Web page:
The Drone Center’s Weekly Roundup: 2/9/15
At the Center for the Study of the Drone
President Obama’s budget for 2016 includes, among other things, the Pentagon’s spending plans for the year. These include significant investments in drones and drone research. We pored over the budget to find drone spending items (so that you don’t have to). Here’s what you need to know.
The proliferation of drone technology has been accompanied by a vibrant movement of artists who make about about drones, or with them. In our newest Multimedia Portal, we explore drone art’s many forms with a series of lectures and interviews by and with artists and curators at the forefront of the movement. For more Multimedia Portals, click here.
A U.S. drone strike in Somalia reportedly killed Yusef Dheeq, a senior leader of al-Shabab. According to the Washington Post Dheeq, who was responsible for the group’s external operations, was killed along with several other Shabab members when a missile struck their vehicle.
The U.S. Department of Defense will sell four General Atomics MQ-9 Reaper drones to the Netherlands for $339 million. The sale will includes four ground stations, as well as sensor packages and communication systems. The Netherlands will join European NATO partners Britain, France, and Italy in flying the Reaper, which has both surveillance and strike capabilities. (Defense Security Cooperation Agency)
A bill in the U.S. Senate proposes lifting some of the Federal Aviation Administration’s restrictions on commercial drone research. The bill, which was proposed by Senators Ron Wyden (D-Ore.) and Lisa Murkowski (R-Alaska), would require the FAA to develop rules for beyond line-of-sight drone flights, thereby permitting the operation of drones within line-of-sight distances. (KTVZ)
Eight companies were granted exemptions by the FAA to operate drones commercially. The recipients included companies that fly drones for television and film production and one that uses drones to inspect flare stacks for the oil industry. (Fox News)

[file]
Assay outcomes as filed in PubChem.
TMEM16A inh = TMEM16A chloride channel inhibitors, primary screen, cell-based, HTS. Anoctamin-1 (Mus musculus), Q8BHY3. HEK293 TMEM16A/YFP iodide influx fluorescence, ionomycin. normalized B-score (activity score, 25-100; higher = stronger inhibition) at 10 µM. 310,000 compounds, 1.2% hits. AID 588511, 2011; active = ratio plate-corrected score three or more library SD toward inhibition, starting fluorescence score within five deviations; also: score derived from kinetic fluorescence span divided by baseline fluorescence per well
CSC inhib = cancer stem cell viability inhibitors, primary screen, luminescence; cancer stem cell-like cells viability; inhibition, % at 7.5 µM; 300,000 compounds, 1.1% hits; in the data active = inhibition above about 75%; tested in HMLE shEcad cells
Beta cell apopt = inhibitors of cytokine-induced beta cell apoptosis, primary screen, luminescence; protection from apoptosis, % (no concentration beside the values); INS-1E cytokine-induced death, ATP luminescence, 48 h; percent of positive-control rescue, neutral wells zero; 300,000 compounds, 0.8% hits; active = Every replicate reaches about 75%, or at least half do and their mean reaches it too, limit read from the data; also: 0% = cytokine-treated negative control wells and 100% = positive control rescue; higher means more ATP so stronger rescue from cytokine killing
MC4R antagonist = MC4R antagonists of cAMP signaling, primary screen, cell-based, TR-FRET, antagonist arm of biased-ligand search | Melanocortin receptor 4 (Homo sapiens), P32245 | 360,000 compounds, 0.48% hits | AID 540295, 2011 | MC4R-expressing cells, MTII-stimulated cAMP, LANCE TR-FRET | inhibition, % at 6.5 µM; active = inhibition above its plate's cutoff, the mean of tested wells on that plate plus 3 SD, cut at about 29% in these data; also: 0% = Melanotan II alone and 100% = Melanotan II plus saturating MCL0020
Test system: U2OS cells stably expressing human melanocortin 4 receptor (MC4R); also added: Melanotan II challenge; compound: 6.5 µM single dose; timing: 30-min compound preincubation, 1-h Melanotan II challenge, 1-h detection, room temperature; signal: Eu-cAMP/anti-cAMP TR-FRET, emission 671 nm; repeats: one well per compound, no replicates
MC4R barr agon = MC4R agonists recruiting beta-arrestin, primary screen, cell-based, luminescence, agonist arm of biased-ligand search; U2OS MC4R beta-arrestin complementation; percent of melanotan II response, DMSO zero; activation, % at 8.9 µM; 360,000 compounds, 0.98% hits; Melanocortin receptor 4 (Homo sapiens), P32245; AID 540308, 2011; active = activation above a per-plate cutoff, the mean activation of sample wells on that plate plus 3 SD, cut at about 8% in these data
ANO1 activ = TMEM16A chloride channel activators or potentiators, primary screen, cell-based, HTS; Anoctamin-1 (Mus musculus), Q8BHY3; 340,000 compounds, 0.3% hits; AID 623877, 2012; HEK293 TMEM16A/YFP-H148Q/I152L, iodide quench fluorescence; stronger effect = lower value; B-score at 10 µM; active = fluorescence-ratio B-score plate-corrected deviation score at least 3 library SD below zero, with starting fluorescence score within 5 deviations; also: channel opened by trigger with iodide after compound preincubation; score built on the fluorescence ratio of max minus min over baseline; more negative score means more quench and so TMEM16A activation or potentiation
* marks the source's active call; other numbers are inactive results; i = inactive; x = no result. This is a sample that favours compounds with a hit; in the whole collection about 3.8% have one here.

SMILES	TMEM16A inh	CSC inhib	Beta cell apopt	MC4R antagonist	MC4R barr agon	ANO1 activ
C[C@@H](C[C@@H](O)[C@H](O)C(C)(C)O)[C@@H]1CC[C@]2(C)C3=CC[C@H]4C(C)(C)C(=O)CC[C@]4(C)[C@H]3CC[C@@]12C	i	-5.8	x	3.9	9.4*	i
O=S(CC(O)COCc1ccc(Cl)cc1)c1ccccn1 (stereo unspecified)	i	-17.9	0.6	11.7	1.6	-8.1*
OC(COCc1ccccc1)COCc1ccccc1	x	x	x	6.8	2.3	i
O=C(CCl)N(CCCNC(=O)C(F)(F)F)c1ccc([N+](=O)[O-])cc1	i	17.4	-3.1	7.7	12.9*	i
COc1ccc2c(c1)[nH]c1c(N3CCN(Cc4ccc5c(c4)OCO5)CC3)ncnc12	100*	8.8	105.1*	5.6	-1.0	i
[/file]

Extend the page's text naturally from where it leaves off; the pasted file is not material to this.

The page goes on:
The FAA is in the process of deciding whether Shawn Usman should face charges for crashing a drone on a lawn at the White House . Mr. Usman, who has worked at the National Geospatial-Intelligence Agency, could face a penalty of up to $1,000 for flying his DJI Phantom within Washington D.C. airspace. (New York Times)
Meanwhile, DJI, the Chinese manufacturer of popular hobbyist drones (including Mr. Usman’s), is halting a firmware update for its Phantom quadcopters that would have erected geofences around some of the nation’s no-fly zones. In a statement on its website, DJI said there were “a small number of reported issues” with the update. (TechCruch)
A Reuters/Ipsos poll found that American citizens are far more apprehensive of hobbyist drones than of police drones. Of those surveyed, 73% said that they wanted regulations for small, lightweight privately-owned drones, whereas 62 percent responded favorably to the idea that police should use drones to deter crime. (Reuters)
Chinese e-commerce giant Alibaba will begin testing drone delivery systems in three cities. In the trials, which are being launched in Beijing, Shanghai, and Guangzhou, drones will deliver packets of ginger tea. (CNN)
Commentary, Analysis and Art
At Wired, Kevin Poulsen considers the larger ramifications of DJI’s geofencing, a feature of the the firmware update for Phantom quadcopters that would prevent users from flying into certain areas.
At the Electronic Frontier Foundation, Parker Higgins questions the logic of DJI’s geofencing solution to the White House drone crash.